There are two stages to my terror when faced with a large personal/professional obligation:
The first one of these is actually a pretty good reaction. When I am taking a matter seriously, I look it up.
Until very recently, I was constantly getting in trouble with my friends who were passionate about a subject. They'd say
"CC," (Truth be told only one set of very old friends calls me CC, but blog conventions must be honored) "This is an incredibly big deal! A is true!" and I'd say "huh." Then I'd go home, often worried, and I'd look it up and the next day I'd send them an email like.
"Hey, guess what. A is mostly true. But B is also sometimes true. So the situation is not quite so bad as you'd feared."
It turns out, it took me 37 years and change to understand, people who are passionate about things hate this. They want to focus on the black and white of the situation, and to be looking at an awful situation in its face. They want the situation to be as bad as they feel it is.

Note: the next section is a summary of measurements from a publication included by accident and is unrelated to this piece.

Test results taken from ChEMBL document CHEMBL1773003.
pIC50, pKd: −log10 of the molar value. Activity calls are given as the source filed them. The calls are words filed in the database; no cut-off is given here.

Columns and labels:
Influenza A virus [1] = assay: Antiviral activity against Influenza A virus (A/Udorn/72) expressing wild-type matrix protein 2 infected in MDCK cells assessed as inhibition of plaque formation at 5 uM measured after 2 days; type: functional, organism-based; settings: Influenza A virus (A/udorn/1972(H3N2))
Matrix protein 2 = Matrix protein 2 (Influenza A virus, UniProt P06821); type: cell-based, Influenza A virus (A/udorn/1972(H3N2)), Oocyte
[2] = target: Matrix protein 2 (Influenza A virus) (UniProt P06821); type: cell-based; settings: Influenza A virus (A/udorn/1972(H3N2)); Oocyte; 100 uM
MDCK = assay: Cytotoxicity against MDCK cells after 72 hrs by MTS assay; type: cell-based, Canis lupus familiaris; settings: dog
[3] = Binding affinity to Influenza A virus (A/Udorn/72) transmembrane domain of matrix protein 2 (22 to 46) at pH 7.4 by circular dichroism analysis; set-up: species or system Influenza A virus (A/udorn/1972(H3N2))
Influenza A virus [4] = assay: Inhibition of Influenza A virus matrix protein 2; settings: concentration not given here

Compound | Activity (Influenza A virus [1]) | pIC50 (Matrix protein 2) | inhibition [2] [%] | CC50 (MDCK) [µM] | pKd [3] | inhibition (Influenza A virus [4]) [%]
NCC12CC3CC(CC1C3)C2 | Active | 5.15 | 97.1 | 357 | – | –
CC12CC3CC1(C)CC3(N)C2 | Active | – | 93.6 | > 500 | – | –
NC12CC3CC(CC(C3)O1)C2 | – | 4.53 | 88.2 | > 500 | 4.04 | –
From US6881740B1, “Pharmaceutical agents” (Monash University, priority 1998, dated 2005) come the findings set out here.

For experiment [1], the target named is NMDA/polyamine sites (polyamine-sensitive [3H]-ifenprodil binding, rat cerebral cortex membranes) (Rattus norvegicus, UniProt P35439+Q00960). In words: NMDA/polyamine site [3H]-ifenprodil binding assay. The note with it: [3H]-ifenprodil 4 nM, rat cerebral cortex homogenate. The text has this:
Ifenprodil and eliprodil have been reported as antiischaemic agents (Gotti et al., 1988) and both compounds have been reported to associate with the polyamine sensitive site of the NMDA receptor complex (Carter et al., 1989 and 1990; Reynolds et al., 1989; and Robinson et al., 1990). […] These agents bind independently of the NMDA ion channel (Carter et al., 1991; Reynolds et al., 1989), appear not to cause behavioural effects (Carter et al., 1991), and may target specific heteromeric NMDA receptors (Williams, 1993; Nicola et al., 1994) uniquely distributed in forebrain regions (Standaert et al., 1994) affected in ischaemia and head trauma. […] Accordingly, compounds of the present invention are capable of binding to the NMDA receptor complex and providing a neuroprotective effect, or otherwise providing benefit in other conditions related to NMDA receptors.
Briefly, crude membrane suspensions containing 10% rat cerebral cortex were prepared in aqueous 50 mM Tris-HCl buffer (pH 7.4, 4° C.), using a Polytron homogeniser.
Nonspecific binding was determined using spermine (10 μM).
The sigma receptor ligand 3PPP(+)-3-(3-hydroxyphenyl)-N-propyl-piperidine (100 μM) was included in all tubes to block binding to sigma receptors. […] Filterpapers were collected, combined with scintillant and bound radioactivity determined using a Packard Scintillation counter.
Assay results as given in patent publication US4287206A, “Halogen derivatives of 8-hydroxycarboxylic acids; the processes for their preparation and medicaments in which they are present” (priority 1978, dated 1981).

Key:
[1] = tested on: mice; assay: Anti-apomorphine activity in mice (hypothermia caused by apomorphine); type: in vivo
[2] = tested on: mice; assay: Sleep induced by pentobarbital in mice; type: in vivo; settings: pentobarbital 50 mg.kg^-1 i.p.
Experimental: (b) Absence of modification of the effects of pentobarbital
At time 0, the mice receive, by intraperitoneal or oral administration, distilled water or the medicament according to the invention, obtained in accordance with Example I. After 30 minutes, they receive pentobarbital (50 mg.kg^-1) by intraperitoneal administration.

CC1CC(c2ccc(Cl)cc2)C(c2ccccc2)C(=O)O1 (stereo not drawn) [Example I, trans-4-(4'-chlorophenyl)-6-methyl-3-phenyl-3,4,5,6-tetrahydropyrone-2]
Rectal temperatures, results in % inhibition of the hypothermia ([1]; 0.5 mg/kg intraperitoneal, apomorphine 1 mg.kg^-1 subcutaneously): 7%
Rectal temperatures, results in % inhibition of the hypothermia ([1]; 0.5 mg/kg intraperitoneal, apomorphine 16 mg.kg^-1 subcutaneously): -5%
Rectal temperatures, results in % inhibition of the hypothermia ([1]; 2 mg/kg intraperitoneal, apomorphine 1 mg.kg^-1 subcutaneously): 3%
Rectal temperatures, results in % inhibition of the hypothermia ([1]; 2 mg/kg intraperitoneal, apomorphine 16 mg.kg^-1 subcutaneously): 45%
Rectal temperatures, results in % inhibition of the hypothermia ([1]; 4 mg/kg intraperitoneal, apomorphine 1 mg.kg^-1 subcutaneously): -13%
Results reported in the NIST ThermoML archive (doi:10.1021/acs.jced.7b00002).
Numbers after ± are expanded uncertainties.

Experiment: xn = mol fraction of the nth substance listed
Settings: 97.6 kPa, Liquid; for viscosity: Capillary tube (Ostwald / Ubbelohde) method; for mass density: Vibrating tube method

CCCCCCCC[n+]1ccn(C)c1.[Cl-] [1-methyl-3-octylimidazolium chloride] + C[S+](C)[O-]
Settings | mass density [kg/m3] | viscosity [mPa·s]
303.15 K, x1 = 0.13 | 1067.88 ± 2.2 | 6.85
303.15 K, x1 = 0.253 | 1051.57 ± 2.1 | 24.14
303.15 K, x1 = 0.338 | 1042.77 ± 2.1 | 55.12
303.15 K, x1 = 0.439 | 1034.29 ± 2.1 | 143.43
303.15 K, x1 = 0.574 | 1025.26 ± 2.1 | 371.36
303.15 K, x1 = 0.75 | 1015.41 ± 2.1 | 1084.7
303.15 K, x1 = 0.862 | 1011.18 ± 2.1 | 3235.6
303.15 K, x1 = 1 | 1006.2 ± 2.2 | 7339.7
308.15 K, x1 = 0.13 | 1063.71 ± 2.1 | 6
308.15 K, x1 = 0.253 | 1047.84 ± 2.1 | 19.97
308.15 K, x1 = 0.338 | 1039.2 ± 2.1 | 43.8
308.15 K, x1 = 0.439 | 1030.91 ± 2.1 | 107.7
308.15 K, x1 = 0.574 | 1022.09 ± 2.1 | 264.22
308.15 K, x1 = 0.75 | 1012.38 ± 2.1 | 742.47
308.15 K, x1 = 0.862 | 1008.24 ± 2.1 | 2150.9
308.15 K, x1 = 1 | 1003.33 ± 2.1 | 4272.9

Some years ago, I lost a person who was extremely important to me over this. (No, not theCSO. TheCSO does this herself. Ours is a marriage in which being technically correct is the best kind of correct and we're both happy that way.) Anyway, this person who was very important to me got into an argument over a really silly topic and when I emailed some more information, this person who was very important to me decided not to be friends anymore because she was tired of fighting with me.
I wasn't FIGHTING, I thought at the time, I was HELPING.
I still never got my person back.